By Carole Reedy
“One benefit of summer was that each day we had more light to read by.”
Jeannette Walls, The Glass Castle
Book lovers read year-round, but the summer months are often linked to lighter novels. Still, I clearly recall reading William Thackery’s classic Vanity Fair on the beach in Spain and Marcel Proust’s Remembrance of Things Past in front of a roaring Chicago fireplace in the early morning hours one winter. I suppose it could have been the reverse: Proust in the summer, Thackery in the winter.
This month’s selection keeps summer activities in mind, whether that means opening your book in your mother’s garden or on a beach, train, or plane.
The Silver Star, by Jeanette Walls
As Walls writes in the introductory quote, there seem to be more hours in the day for reading during summer, this being merely a perception of time that Thomas Mann so eloquently addresses in his grand tome The Magic Mountain. For Walls, the winter months may indeed have curtailed reading due to lack of electricity. Her book The Glass Castle, on the New York Times bestseller list for five years, is a bittersweet look at her childhood and at parents who tried to teach their children self-reliance…to the point of abuse. “Good stories out of bad memories” is how The New York Times describes this memoir. Walls is a descriptive writer and talks through her characters, perhaps because she’s one of them, and her story demonstrates that life itself is stranger than fiction. But while the tale of the children’s lives in the book is disturbing, it is less so when you realize that they not only survive, but create new ways of living.
Walls’ The Silver Star, published in June, is set in 1970s California. This story of a mother and her daughters is described by the publisher as a “heartbreaking and redemptive novel about an intrepid girl who challenges the injustice of the adult world—a triumph of imagination and storytelling.” It appears to be another story about the strength derived from a nontraditional, challenging childhood. In Half Broke Horses, a family account centered around her grandmother, Walls gives us yet another glimpse and perhaps an explanation of the motivations and actions of her parents.
And the Mountains Echoed, by Khalad Hossein,
Another popular writer, Hossein has just published his first book since A Thousand Splendid Suns six years ago. Along with his debut, The Kite Runner, the two have sold more than 38 million copies worldwide. Now, Hossein offers And the Mountains Echoed, a book he describes as “a kind of fairy tale turned on its head. You have a very painful rupture at the beginning and then this tearful reconciliation at the end, except the revelations and the reconciliations you’re granted aren’t the ones you’re expecting. Which is how life is, really.”From Kabul and Paris to San Francisco to the Greek Islands, Hossein explores a multi-generational family and how it nurtures and hurts, loves and betrays. The first printing is 1.5 million copies, so look for this blockbuster in bookstores and on your e-reader (where you can find all of the books mentioned here).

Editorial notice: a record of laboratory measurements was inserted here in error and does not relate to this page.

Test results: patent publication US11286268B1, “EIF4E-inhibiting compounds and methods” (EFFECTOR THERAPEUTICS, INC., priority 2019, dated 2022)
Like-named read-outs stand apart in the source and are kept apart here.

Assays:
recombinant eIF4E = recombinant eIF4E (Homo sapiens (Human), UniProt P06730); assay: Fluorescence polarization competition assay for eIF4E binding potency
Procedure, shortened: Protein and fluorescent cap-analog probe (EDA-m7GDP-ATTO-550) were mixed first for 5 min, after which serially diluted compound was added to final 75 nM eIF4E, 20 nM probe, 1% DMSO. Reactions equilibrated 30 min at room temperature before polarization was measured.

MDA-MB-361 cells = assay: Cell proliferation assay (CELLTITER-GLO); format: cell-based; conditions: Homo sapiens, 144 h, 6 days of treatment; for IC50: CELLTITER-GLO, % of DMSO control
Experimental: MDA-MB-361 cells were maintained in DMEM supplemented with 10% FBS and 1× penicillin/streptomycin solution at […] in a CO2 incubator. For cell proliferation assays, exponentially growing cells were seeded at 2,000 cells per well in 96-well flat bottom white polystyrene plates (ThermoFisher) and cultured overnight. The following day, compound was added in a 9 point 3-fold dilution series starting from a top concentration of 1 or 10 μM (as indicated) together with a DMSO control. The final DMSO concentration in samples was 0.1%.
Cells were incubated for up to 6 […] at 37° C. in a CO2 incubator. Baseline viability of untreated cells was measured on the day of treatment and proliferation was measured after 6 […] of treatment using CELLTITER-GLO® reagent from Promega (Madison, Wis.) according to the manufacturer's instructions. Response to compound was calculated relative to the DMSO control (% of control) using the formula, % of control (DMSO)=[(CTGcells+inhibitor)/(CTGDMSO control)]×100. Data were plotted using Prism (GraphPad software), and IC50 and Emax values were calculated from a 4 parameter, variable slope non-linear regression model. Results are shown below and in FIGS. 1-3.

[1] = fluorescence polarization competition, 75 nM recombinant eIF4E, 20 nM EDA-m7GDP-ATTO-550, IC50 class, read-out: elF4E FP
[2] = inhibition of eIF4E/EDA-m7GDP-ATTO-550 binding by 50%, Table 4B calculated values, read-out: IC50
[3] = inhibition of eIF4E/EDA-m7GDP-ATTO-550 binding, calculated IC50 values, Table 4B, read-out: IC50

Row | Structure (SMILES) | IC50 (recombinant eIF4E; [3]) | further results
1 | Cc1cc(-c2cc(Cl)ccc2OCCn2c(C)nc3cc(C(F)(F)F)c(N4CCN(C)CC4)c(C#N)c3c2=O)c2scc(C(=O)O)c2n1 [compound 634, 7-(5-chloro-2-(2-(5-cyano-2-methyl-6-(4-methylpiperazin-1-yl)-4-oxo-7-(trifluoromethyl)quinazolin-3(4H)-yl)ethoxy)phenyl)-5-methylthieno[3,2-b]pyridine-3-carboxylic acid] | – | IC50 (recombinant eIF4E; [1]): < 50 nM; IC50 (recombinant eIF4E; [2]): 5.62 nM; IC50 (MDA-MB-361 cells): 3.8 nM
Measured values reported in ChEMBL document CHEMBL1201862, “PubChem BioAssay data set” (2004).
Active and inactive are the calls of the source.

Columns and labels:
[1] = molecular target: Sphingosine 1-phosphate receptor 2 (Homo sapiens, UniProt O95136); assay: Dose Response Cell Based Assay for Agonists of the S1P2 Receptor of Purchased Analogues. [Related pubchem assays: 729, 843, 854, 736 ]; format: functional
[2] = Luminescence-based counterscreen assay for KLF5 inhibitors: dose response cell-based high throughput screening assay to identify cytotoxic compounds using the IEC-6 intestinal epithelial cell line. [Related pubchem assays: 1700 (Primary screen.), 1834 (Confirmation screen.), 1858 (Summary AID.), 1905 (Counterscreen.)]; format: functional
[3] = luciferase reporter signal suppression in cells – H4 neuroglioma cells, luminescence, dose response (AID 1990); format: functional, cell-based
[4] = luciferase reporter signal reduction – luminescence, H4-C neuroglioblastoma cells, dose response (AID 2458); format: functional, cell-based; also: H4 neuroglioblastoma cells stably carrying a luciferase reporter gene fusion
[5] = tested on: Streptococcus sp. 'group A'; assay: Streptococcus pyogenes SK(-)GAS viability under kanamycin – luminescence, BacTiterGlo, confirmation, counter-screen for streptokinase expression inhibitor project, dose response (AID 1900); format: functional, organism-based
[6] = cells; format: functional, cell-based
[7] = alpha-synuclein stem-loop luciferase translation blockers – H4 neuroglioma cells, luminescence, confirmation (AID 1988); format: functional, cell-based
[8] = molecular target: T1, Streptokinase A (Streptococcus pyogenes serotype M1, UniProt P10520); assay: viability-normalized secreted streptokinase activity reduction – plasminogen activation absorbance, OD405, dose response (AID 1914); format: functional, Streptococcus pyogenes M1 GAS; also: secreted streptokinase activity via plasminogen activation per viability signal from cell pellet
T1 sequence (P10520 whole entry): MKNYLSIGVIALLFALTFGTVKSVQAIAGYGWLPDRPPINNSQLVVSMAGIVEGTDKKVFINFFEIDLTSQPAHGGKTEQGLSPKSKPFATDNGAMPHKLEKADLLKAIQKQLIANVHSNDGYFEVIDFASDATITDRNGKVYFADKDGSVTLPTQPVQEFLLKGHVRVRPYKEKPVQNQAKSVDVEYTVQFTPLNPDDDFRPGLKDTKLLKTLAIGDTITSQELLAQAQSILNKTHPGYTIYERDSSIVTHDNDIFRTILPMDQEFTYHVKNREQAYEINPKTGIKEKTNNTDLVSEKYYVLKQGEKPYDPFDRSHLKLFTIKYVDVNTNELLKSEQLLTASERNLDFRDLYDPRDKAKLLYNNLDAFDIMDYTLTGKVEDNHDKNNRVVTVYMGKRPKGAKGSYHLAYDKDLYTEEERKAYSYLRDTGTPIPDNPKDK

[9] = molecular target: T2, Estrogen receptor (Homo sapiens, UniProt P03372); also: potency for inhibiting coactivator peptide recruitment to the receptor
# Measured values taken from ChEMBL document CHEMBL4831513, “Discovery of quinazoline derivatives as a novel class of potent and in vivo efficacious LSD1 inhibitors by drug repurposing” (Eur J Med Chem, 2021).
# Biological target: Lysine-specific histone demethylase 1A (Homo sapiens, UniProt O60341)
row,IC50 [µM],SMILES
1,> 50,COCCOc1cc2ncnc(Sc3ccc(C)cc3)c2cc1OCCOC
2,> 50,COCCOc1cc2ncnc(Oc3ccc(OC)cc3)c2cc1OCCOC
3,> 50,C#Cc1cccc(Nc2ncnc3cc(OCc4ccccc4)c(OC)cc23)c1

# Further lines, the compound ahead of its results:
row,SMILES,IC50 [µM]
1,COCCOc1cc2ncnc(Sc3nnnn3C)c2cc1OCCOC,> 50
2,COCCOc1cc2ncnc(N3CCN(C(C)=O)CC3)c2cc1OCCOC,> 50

Life After Life, by Kate Atkinson
“What if you had the chance to live your life again and again, until you finally got it right? What if there were second chances? In fact an infinite number of chances to live your life? Would you eventually be able to save the world from its own inevitable destiny? And would you even want to?” Kate Atkinson’s website introduces her latest novel with these words. Certainly a provocative teaser, and few writers could live up to the mystery, but Atkinson certainly can. Each of her novels is different, refreshing, and compelling.
The New York Times recognizes Atkinson’s creative talent, reporting, “Atkinson’s latest novel…is her very best…A big book that defies logic, chronology and even history in ways that underscore its author’s fully untethered imagination…Even without the sleight of hand, Life After Life would be an exceptionally captivating book with an engaging cast of characters…[Atkinson’s] own writerly cradle was rocked by a very sure hand indeed.”
The Burgess Boys, by Elizabeth Strout
Strout is author of Olive Kitteridge, a novel in stories that won the 2009 Pulitzer Prize and was also nominated for the National Book Critics Circle Award; also, it was a New York Times bestseller. Her newest novel is the story of two brothers, their sister and nephew. Once again, Strout ‘animates the ordinary with astonishing force.’ (NY Times).
Big Brother, by Lionel Shriver
Shriver’s We Need to Talk about Kevin may have been more talked about as a movie than book. The film was indeed as haunting as the book, due to the brilliant performance of Tilda Swinton. Still, a book brings a dimension that the movie medium cannot provide. Library Journal describes Shriver’s latest as “brilliantly imagined, beautifully written, and superbly entertaining, Shriver’s novel confronts readers with the decisive question: can we save our loved ones from themselves? A must-read for Shriver fans, this novel will win over new readers as well.”
Anticipating the new fall books…
The most exciting news of the summer is that Jhumpa Lahiri (author of The Namesake, The Interpreter of Maladies, and Unaccustomed Earth) will publish a new novel in September. Get a sneak preview by locating The New Yorker’s Summer Fiction issue, in paper or online, where an excerpt called “Brotherly Love” surely will whet your appetite for the full meal. Lahiri’s latest is called The Lowland. She says she’s had the idea since 1997 and has been honing it into the story we’ll devour this fall.
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